LITTLE ROCK, Ark. - Ten weeks before my wedding, I put 140 invitations -- beautifully letter-pressed on Crane lettra paper with silver ink -- into the mail, eagerly anticipating the flood of RSVP cards marked yes.
Two days later, my soon-to-be-husband got laid off from his newspaper job.
I went from sorrow to anguish to rage to worry: We'd just invited 300 of our nearest and dearest to eat and drink on our dime, and it was too late to postpone the festivities without paying hefty cancellation fees. After a one-day pity party, we set about reworking our wedding in a way that would be a little easier on the wallet without sacrificing the elements of a very special day.
The first casualty: the pro videographer that I'd booked months before. I forfeited the $100 deposit and recruited a college friend who'd majored in broadcasting to record the ceremony. What happened to us isn't uncommon.
Weddings, typically one of the most recession-proof industries, are getting smaller as the economy struggles. The average price of a wedding was $28,385 in 2009, down 3 percent from 2008's average of $29,334, according to the 2009 Real Weddings Study by TheKnot.com and WeddingChannel.com. Brides are cutting back, most heavily in favors, rehearsal dinner costs and catering, the study said.
The easiest fix? Trimming your guest list, Sharon Stimpfle, deputy site director of WeddingChannel.com. advises. And rethink the traditional Saturday night wedding; Friday and Sunday weddings are significantly cheaper, as are daytime events, she said.
Even before Jake lost his job, we tried to be thoughtful about how to spend money on our wedding, picking certain areas to splurge and others to save. We knew we'd spend the most on food and drinks at a great reception spot, as well as on a talented photographer and an unbelievable honeymoon. Everything else, we tried to do on the cheap.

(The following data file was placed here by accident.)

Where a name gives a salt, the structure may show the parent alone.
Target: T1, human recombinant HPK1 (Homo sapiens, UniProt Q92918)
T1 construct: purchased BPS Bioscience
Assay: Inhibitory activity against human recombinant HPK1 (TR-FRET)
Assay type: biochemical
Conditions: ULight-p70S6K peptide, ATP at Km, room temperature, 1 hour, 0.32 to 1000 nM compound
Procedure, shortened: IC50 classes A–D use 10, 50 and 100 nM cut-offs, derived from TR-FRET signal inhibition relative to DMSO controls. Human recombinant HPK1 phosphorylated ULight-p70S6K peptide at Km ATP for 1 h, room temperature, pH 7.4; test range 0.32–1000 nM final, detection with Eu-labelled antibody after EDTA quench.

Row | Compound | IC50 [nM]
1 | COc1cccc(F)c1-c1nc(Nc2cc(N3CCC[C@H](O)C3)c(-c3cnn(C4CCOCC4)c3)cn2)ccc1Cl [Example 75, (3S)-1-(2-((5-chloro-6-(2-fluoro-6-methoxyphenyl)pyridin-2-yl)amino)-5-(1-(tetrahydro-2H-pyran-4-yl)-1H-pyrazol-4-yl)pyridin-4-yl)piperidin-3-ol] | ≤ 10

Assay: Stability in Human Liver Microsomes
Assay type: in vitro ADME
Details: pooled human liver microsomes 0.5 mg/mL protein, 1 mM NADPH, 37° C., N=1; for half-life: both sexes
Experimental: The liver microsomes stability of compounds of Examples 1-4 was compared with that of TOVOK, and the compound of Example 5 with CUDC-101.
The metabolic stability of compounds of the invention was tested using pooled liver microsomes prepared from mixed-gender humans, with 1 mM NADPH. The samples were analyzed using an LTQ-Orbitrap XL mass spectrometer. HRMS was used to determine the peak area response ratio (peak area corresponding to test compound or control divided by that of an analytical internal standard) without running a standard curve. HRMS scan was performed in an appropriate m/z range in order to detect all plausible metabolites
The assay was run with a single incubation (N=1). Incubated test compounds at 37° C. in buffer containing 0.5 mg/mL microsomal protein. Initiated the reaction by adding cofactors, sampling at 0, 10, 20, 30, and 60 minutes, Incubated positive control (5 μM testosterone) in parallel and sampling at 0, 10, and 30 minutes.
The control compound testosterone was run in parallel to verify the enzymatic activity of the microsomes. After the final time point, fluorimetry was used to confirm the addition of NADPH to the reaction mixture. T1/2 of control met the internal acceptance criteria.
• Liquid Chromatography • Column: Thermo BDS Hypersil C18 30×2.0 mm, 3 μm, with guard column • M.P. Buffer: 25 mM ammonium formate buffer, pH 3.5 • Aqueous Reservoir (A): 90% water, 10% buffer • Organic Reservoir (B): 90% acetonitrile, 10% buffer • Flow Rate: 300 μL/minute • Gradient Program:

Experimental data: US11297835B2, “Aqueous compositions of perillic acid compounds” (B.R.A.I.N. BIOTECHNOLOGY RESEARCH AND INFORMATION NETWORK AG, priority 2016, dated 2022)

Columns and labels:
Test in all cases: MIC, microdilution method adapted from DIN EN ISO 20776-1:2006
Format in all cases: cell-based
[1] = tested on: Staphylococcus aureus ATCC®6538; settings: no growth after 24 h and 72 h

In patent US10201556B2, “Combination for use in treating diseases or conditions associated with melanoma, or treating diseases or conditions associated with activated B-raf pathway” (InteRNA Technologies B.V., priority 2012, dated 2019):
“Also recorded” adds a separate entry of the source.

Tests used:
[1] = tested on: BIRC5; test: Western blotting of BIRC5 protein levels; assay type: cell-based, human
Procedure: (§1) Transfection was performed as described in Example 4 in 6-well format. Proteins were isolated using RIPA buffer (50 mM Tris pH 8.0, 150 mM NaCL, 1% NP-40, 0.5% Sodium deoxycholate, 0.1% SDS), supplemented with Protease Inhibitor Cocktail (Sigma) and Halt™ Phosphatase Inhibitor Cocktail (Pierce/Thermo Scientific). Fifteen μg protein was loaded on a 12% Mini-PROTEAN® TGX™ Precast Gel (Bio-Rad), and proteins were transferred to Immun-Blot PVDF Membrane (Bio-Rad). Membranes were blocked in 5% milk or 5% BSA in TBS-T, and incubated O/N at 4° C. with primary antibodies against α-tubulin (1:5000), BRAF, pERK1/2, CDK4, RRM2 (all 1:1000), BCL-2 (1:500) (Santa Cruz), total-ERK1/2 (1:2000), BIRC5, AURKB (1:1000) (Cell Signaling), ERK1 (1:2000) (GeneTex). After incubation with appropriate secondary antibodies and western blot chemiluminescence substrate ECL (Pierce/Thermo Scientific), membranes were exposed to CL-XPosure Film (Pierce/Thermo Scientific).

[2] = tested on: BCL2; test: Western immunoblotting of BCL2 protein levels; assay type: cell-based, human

One afternoon, I lazily browsed pre-owned dresses on eBay, more out of boredom than anything else. One seller offered an ivory Anne Barge sample in my size from a few seasons back. It retailed for more than $3,000, and I impulsively made an offer of $500, thinking it would never be accepted. I stepped away from the computer, ran a couple errands, and when I came back I'd received the congratulatory email. The gorgeous silk-satin strapless dress was mine (and luckily, thankfully, wonderfully, it fit!).
And post wedding, I got a tax deduction by donating my dress, veil and slip to Brides Against Breast Cancer (directions available at BridesAgainstBreastCancer.org).
For my five bridesmaids, I ordered dresses from NetBride.com to save at least 40 percent. We also skipped the bridal shop for my flower girl's dress, opting instead for the affordable online retailer PinkPrincess.com.
THE PAPER STUFF
I got all my paper goods from sellers on Etsy.com. Sure, the thriftiest thing is to DIY all paper stuff, but I didn't have the skill, time or patience to do that. However, paying individual artists throughout the country to craft our paper items made me feel a little bit better than dropping $5 a set at the local wedding shop.
We customized our invitations to keep them within our budget (we used only one color of ink for the letterpress, skipped the reception card and used an RSVP postcard) and we got a lot of bang for our buck.
Likewise, we also used Etsy for our wedding programs -- although totally optional, I wanted them -- and got them for less than $1 each.
Decorating isn't my thing. The idea of elaborate, expensive centerpieces didn't appeal to me even before Jake was out of work. Another thing that didn't merit a lot of excitement was a big, traditional wedding cake, so we killed two birds with one stone by putting three-tiered stands filled with cupcakes at every table. Bada bing, bada boom, done.
Mywedding.com has fantastic, free web sites that look just as good as the paid ones.
I'd have also skipped the wedding-day transportation -- we got a 22-seat trolley to drive six blocks -- and saved $500.
But still, regrets are few. We had a sunny, 65-degree day, good friends and family with us and an open bar. We didn't notice a single cutback.